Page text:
Flannel Quilt Tutorial

I’ve never really done a tutorial before and I’m really really not an expert with the sewing machine (yet!), but, just in case you, too, would like to cozy up, impress your friends AND bring a tear to mother earth’s eye with your greenness, here’s how I made the Recycled Flannel Quilt of GLORY:quilt


Cutting up:

We will be using the backs of the shirts for our plaid pieces here, so cut along the side seams and around the top yoke to get that nice, big back piece of fabric.  Then, cut each piece into 9 sqares, measuring 6.5″ x 6.5″

Lay out the sheet you’d like to use on your quilt top and cut out 72 small rectangles, measuring 2.5″ x 6.5″ and 10 long strips measuring 60″ x 2.5″. 

So now you have:

Laying out:

Okay, now it’s time to lay out your pieces how you want them. The quilt will be seven plaid squares X 9 plaid squares, lay out your squares in a pattern that you like, then lay your small rectangles between them.  You will have 9 strips that look like this:

Sewing up:

Now, sew each strip together about 1/4″ in from the edge.  Some flannel has an obvious “right side” and “wrong side”, and some is the same on both sides, so watch for that and make sure that you’re always sewing right sides together, if applicable. 

Once you’ve sewn your strips, iron out all your seams.  You will hate this, but it really has to be done.  Either iron them flat or toward the darker fabric. 

You are almost done, can you believe it?

To finish your top, sew these strips together, sewing one long rectangle of flannel sheet fabric between each row of plaid squares and at the top and bottom, so your first two rows will look like this:

Once you’ve sewn your strips all together….well, you’re gonna have to iron the seams down again.  THEN, walk around your house and show it to everyone there, and then take a picture of it to send to your mom and enjoy everyone’s praise for a while because you are now in the home stretch!

Make a sandwich:

Okay, find or make some floor space and lay down your backing sheet, right side UP (if you’ve got a right side–mine didn’t).  Then, lay your newly pressed quilt top over the sheet right side DOWN.  THEN, lay your batting down over the quilt top and pin all around, making sure you’re pinning through all 3 layers.  Your quilt top will be smaller than your batting and sheet, but don’t worry!! After you pin it together, trim the batting and the sheet to the size of your quilt top.   And now, my friends, you are ready to sew it all together.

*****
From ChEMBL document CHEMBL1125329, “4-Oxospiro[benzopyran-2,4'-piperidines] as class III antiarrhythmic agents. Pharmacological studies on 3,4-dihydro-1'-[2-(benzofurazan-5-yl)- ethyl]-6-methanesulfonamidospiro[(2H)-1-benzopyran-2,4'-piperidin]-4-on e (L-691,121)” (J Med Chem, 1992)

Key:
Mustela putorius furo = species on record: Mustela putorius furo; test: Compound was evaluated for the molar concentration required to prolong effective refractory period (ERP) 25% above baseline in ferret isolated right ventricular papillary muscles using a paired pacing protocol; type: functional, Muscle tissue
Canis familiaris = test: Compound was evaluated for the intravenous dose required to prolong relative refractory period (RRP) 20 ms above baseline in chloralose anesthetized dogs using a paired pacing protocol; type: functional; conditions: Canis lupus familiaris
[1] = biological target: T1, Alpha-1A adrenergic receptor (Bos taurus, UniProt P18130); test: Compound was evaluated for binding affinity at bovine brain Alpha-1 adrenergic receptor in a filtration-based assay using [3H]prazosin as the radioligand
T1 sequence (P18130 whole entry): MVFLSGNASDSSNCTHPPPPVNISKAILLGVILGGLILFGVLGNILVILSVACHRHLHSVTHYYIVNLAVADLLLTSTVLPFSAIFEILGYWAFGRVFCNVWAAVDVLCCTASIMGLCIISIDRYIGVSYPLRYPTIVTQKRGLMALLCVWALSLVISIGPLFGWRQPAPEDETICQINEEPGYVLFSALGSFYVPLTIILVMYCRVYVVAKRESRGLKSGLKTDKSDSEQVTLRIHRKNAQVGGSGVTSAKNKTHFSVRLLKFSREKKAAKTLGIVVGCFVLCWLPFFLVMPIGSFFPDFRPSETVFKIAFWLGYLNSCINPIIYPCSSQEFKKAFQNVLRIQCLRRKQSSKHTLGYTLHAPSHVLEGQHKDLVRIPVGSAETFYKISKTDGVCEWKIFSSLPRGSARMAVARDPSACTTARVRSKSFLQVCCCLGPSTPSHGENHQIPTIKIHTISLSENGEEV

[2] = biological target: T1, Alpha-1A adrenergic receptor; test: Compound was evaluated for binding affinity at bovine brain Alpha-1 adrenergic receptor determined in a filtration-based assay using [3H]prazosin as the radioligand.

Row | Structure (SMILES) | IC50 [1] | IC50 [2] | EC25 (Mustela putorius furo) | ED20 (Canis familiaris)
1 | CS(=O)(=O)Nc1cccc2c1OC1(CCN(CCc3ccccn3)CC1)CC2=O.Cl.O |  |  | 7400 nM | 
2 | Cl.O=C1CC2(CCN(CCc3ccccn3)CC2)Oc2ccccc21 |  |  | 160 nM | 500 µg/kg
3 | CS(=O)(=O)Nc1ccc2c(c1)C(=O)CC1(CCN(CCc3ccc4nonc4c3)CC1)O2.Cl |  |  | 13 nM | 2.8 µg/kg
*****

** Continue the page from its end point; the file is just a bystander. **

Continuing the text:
Finishing up:

Sew all around the four sides of your quilt with a 1/4″ seam, stopping about 10″ before you’re finished, so that you can turn it rightside out.  Trim the corners diagonally, as close to the seam as you dare so that they are nice and pointy when your turn it.  Flip your quilt rightside out, lay it flat and iron around the edges. 

Hand stitch the hole you left and then go back to your machine and top stitch about 1″ in from the side, just to make it lay nice and flat and look finished. 

Decide where you want to put your ties.  I put a tie at each intersection of the white sheet, but you might want to put one in the middle of each square, or at each corner.  The choice is yours, crafter.  Once you’ve made your decision, calculate how many ties you’ll need to cut.  Feel free to use a calculator–I’m not here to judge you.  Each tie should be about 6″ long.

Put in a movie–this part is tedious and brainless.

Lay your quilt right side up to sew in the ties.  Thread your needle with a piece of embroidery floss and run it down through all three layers of your quilt, leaving about a 3″ tail, then come back up again very close to the point of entry.  I repeat this once, for extra security.  Then tie your ends together in a square knot. 

And you’re done!



19 Responses to “Flannel Quilt Tutorial”

  1. 1 Claudia March 9, 2010 at 11:19 am